Receipt? Receiving?

I'm trying to come up with a name for "the acceptance of a delivery." I'd like to be able to say

Ten deliveries were made but there are only five [fill_in_the_blank_here] on record.

Any suggestions?

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    I think it's clearest to just leave it out. What's wrong with Ten deliveries were made but there are only five on record. – tenfour Mar 28 '11 at 16:43
  • 1. Receiving is a gerund not a noun. 2. The question is open-ended and subjective. – Kris May 2 '13 at 10:28
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    @Kris That is incorrect, in that gerunds are indeed numbered amongst the nouns. – tchrist May 2 '13 at 13:28
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    To add to tenfour's suggestion . . . "Ten deliveries were made but only five are documented." – Kristina Lopez May 2 '13 at 17:48
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    @Kris, of course not. It's just part of a suggestion to phrase the example in a clearer way which is why it's a comment and not an answer. :-) – Kristina Lopez May 3 '13 at 12:38

Receipt works. As in, "receipt of the items has been acknowledged."

Receipt \Re*ceipt"\ (r[-e]*s[=e]t"), n. [OE. receite, OF. recete, recepte, F. recette, fr. L. recipere, receptum, to receive. See {Receive}.] 1. The act of receiving; reception. "At the receipt of your letter." --Shak. [1913 Webster]

Likely variations for your case would include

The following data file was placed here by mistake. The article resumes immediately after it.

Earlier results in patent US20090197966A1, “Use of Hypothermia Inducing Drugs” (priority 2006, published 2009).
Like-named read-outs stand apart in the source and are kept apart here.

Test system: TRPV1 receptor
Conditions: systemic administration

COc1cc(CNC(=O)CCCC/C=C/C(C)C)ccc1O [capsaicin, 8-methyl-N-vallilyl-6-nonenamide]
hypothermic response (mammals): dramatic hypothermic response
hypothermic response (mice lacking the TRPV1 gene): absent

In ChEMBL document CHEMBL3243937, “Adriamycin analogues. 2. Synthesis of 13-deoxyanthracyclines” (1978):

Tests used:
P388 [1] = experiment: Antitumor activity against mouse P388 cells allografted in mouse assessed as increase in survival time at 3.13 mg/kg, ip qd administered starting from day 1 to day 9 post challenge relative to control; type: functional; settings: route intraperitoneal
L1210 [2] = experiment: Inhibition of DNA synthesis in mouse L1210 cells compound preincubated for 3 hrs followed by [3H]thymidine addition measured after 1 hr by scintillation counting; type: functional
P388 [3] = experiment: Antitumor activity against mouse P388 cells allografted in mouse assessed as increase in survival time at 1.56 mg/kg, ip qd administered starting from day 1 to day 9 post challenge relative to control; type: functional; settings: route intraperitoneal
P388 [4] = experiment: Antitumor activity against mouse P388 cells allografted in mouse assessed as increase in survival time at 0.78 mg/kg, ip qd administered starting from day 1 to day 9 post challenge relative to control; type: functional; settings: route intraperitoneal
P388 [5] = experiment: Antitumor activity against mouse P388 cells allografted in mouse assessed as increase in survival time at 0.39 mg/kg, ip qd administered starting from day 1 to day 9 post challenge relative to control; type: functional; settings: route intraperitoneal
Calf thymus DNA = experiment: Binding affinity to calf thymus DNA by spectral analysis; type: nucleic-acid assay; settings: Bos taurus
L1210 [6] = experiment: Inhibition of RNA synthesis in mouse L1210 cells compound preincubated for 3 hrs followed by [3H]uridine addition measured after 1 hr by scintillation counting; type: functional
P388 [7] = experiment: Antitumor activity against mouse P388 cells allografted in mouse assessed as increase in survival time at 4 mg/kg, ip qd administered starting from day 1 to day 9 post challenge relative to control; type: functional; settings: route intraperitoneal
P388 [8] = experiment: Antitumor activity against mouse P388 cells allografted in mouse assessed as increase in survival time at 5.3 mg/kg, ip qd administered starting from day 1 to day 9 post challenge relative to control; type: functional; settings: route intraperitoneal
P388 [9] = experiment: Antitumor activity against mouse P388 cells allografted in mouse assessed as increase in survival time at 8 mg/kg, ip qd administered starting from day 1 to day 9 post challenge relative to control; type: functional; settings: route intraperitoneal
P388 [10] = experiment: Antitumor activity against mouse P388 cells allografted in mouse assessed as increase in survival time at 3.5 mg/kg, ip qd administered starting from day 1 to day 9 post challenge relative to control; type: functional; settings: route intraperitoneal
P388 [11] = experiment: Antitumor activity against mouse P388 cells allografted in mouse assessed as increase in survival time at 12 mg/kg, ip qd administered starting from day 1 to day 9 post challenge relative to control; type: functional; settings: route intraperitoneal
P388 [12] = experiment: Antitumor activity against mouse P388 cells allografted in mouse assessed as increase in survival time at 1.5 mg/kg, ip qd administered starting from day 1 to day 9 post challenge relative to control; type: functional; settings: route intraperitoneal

"Ten deliveries were made but there are only five received items on record."

"Ten deliveries were made but the records show only five items were received."

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  • One gotcha with receipt is that it typical refers to an actual slip of paper that was used as a receipt. Other than that, it works. +1 – MrHen Mar 28 '11 at 17:33
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    I use this all the time. For instance: "Note: Customer will pay upon receipt of product." – Adam Mar 29 '11 at 19:01
  • The noun form of receive is receipt. – user43573 May 2 '13 at 9:05

I think you said it already: "deliveries".

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The word you are looking for is Received

as in

Ten deliveries were made but according to our records only five were received

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Receptions could carry this meaning here,

noun 1 the action or process of receiving something sent, given , or inflicted


and deliveries are often received at a reception desk, or simply at Receptions.

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  • This doesn't work. You can talk about reception of a signal but not an item. In this context, "reception" sounds like something a non-native speaker would say because they took "receive" and found a similar sounding noun. As you say, the reception is the place where things are received; it's not used for the acts of receiving that occur there. – David Richerby Sep 8 '14 at 8:33